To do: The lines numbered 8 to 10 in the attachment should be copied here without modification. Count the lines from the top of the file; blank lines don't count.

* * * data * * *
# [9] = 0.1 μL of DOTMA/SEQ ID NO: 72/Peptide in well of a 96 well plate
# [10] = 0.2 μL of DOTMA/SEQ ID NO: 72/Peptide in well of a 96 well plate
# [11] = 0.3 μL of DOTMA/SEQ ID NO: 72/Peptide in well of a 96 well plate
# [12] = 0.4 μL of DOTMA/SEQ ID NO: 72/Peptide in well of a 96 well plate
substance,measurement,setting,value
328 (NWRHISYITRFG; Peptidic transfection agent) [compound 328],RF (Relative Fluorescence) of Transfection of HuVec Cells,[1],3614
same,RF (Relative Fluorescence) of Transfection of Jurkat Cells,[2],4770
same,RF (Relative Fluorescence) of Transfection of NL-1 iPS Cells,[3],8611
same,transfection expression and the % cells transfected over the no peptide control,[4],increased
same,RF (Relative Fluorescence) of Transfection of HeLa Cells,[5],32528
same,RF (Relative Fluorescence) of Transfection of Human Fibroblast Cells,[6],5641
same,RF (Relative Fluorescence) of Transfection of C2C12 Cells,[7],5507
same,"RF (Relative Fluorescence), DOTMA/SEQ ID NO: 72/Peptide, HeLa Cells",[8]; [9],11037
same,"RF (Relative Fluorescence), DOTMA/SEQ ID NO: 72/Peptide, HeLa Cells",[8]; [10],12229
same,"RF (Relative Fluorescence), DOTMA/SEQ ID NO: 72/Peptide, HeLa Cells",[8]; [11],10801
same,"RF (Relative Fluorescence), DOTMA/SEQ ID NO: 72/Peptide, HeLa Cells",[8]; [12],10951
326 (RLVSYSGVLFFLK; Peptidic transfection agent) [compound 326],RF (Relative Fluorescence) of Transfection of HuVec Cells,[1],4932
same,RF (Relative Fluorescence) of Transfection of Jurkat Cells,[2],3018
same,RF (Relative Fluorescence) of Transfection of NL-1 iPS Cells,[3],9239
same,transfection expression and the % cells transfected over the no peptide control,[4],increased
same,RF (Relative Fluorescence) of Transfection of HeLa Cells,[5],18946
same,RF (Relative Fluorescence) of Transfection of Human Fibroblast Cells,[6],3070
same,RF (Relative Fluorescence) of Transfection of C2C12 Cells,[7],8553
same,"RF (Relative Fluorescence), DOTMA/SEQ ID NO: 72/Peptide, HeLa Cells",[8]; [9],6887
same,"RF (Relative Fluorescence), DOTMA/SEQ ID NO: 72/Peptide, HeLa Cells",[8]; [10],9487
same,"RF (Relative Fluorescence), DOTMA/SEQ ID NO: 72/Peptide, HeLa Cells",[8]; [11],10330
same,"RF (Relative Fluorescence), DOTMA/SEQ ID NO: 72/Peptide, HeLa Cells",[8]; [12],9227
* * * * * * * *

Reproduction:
same,RF (Relative Fluorescence) of Transfection of NL-1 iPS Cells,[3],8611
same,transfection expression and the % cells transfected over the no peptide control,[4],increased
same,RF (Relative Fluorescence) of Transfection of HeLa Cells,[5],32528